The Lions made a big move to secure Williams, trading up 20 spots to take him 12th overall this spring. Williams has truly elite speed, averaging 19.9 yards per catch and 9.3 yards after the catch at Alabama last year. He suffered a torn ACL and meniscus damage in his left knee in the National Championship on January 10, though, and is unlikely to be ready for the start of the season. It might not be until the 2nd half of the season until we can consider trusting Williams in fantasy lineups.

Josh Reynolds figures to operate as Detroit’s #3 WR until Williams is ready.

Green Bay Packers

Top Fantasy Target: Allen Lazard
Other Draftables: Christian Watson, Romeo Doubs, Sammy Watkins, Randall Cobb, Amari Rodgers

If you haven’t heard, the Packers traded Davante Adams to Las Vegas in March. He leaves behind 28% of Green Bay’s targets, 31% of the catches, 34% of the receiving yards and 28% of the receiving scores from a year ago.

No one here is stepping into anything close to Adams’ role. But Lazard is the best bet to lead this WR group. He has 4 years of experience with QB Aaron Rodgers and posted career highs last season with 60 targets, 40 catches, 513 yards and 8 TDs. Lazard has played 4 games without Adams and posted the following lines:

4-65-1 (5 targets)

3-42 (4 targets)

5-42 (5 targets)

6-146-1 (8 targets)

Rodgers has talked up Lazard multiple times this offseason, including at the start of training camp: “I really think Allen is ready to make a jump and be a #1 receiver.”

Watson is the next Packers WR in ADP. At 6’4, 208 pounds with 100th percentile athleticism, he doesn’t lack for ceiling. But we don’t believe he’s ready for a significant role. Watson played in a run-heavy North Dakota State offense against FCS-level defenses. He’s a raw route runner with shaky hands (13% drop rate over the past 3 seasons). We can already imagine Rodgers pointing and screaming at Watson on Sundays. The rookie opened training camp on the PUP list after undergoing “minor” knee surgery in June.

Green Bay’s other options at outside WR are free-agent addition Watkins and 4th-round rookie Doubs.

Watkins posted a career-low 30 yards per game in Baltimore last year, turned 29 in June and got just $350K guaranteed on his Packers contract. He has about the same odds of getting cut as winning a starting job.

Doubs doesn’t boast nearly as much upside as Watson. But he might be more ready to make a 2022 impact. The 4-year starter at Nevada improved his production every season, culminating with an 80-1,109-11 line last year. “He’s probably one of the more polished players coming out of college just because of his experience,” GM Brian Gutenkunst said in June.

Cobb and Rodgers figure to duke it out for slot duties. Cobb has experience on his side, including 9 seasons with Rodgers and the Packers. But he turns 32 in August and has missed 11 games over the past 2 years. Rodgers was a non-factor as a rookie last year, catching just 4 balls on 103 offensive snaps. We’ll see if he’s ready for a significant role in 2022, but we’re not holding our breath.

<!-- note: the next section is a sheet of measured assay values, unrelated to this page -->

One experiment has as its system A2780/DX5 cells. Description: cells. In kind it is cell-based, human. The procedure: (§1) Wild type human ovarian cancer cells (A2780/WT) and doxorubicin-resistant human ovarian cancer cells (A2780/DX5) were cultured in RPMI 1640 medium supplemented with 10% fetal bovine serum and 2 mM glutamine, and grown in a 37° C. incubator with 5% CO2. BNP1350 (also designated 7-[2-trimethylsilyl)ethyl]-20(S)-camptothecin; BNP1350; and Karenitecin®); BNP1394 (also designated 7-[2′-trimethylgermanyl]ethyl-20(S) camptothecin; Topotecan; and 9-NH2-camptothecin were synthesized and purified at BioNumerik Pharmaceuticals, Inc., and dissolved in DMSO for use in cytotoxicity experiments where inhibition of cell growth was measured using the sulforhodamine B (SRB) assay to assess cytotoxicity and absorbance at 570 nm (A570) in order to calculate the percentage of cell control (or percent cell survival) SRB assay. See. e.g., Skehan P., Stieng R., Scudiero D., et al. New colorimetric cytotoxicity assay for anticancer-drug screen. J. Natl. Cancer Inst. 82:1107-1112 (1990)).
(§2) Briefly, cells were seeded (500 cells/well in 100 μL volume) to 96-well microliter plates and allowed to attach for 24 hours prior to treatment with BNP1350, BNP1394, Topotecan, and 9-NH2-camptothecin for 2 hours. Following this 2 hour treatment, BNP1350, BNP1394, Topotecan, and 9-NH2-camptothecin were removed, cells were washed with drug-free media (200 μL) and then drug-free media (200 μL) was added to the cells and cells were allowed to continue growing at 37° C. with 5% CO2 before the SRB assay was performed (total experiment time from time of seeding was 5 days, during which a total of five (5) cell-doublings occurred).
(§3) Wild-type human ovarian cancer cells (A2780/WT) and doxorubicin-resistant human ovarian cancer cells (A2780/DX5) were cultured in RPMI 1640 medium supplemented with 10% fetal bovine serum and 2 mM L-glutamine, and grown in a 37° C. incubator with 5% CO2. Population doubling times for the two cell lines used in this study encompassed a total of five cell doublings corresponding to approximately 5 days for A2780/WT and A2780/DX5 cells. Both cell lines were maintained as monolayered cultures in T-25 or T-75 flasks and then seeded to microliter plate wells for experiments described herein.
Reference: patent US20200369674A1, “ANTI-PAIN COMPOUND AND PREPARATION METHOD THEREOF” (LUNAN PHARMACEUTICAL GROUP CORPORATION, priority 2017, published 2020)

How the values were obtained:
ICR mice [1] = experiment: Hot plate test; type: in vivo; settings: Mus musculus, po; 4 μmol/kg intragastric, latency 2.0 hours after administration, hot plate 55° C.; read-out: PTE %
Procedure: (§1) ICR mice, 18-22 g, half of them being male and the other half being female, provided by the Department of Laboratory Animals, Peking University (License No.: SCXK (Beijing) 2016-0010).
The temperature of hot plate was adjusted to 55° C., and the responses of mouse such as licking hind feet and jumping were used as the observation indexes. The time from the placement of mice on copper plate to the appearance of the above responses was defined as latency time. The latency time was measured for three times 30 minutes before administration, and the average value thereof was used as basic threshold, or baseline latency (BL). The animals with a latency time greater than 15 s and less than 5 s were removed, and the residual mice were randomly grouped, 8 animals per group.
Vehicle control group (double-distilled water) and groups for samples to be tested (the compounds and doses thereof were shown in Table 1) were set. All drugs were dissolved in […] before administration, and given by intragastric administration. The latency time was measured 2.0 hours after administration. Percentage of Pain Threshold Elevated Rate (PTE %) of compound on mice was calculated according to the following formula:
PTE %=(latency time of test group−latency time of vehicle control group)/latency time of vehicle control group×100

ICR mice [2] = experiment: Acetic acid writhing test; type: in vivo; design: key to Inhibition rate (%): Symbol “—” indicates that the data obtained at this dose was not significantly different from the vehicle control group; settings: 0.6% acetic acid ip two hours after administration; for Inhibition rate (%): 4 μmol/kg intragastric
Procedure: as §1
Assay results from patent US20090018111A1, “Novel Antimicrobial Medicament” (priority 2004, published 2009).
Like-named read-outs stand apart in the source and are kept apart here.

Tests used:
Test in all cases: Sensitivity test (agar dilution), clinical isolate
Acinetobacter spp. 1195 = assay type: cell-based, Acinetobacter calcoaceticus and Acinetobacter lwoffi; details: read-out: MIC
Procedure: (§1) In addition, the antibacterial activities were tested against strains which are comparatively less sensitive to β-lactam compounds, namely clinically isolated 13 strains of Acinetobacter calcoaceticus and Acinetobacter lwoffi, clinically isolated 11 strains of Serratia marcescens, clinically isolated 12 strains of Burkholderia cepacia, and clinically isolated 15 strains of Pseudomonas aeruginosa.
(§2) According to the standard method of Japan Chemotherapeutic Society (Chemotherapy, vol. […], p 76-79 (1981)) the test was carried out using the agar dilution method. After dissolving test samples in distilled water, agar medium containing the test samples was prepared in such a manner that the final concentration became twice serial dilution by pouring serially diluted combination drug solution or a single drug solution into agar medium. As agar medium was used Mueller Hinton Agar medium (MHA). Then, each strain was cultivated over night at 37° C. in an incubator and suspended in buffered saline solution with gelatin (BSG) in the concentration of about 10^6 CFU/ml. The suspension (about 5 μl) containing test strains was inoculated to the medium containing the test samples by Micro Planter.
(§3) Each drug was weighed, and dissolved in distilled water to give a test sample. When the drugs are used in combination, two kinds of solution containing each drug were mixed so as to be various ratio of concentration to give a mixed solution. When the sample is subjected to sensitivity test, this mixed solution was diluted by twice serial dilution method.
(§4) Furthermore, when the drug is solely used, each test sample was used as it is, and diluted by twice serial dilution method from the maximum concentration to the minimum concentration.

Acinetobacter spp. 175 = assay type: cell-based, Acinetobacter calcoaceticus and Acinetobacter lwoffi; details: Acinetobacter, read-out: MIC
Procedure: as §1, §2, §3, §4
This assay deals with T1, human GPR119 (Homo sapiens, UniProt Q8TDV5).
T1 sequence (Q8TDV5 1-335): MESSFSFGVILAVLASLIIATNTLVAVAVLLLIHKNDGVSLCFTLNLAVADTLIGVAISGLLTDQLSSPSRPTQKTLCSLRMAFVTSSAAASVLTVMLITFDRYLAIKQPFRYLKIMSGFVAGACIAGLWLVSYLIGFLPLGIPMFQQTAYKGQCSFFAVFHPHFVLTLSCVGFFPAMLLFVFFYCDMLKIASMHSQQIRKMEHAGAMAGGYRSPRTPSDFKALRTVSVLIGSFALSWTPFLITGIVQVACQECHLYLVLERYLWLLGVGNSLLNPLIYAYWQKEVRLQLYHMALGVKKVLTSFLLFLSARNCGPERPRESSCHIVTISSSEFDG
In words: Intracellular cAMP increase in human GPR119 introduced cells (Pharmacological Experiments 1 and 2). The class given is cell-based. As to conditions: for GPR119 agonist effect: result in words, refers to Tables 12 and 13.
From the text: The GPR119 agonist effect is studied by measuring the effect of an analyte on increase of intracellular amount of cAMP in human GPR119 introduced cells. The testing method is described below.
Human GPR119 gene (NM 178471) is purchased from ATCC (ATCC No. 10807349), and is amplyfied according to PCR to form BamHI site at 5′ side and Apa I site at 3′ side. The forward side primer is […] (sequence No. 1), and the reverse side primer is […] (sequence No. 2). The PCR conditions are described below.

Despite the presence of Aaron Rodgers, this isn’t a WR corps to invest heavily in.

Los Angeles Rams

Top Fantasy Target: Cooper Kupp
Other Draftables: Allen Robinson, Van Jefferson

Kupp scored the 5th most PPR points per game by a WR in NFL history last year. He probably won’t be quite as productive in 2022, but we’re not expecting a big decline. Kupp’s 11.0% TD rate last year was high but not outlandishly so. He scored on 8.3% of his catches over his first 4 seasons. And his 10.2 yards per target last season wasn’t even a career high. He averaged 10.3 yards per target back in 2018 (albeit in 8 games). Kupp is in for another voluminous season and deserves to be a top-3 pick in all fantasy drafts.

Robinson is coming off an ugly 2021 season. The situation was bad in Chicago, but Robinson deserves plenty of blame. He ranked 65th among 90 qualifiers in Pro Football Focus’ receiving grades. His 1.13 yards per route run ranked 80th – and trailed teammate Darnell Mooney by .59.

We’re betting on a bounce back, though. Robinson turns just 29 in August and finished as a top 12 WR in PFF grades in 2019 and 2020. The upgrade from Chicago to Los Angeles is huge. The Bears ranked bottom 9 in points, total yards and passing yards last year; the Rams ranked top 9 in all 3 categories. Robinson should step right into the #2 WR role that was occupied by Robert Woods for the first 9 games of last season and Odell Beckham for the final 8. Those guys combined for 117 targets and 222.7 PPR points, which would have ranked 23rd among WRs.

Jefferson, meanwhile, should remain in a similar role to the one he played last year. He was on the field for 80% of the Rams’ offensive snaps and saw 89 targets. Jefferson tallied a 50-802-6 line and WR36 PPR finish. He’s undervalued in fantasy drafts.

Minnesota Vikings

Top Fantasy Target: Justin Jefferson
Other Draftables: Adam Thielen, K.J. Osborn

Will the move from HC Mike Zimmer to HC Kevin O’Connell mean more passing in Minnesota? Maybe a little. But the Vikings weren’t some run-heavy offense last year. They ranked 15th in pass rate and 11th in pass attempts. So don’t expect a big boost in volume

Jefferson doesn’t need it, of course. He finished 3rd among WRs in target share (27.6%) and 4th in targets (167) last season. That fueled a WR4 finish in half-PPR points after a WR7 finish as a rookie. His 3,016 receiving yards are the most in NFL history through a player’s first 2 seasons – 261 more than anyone else.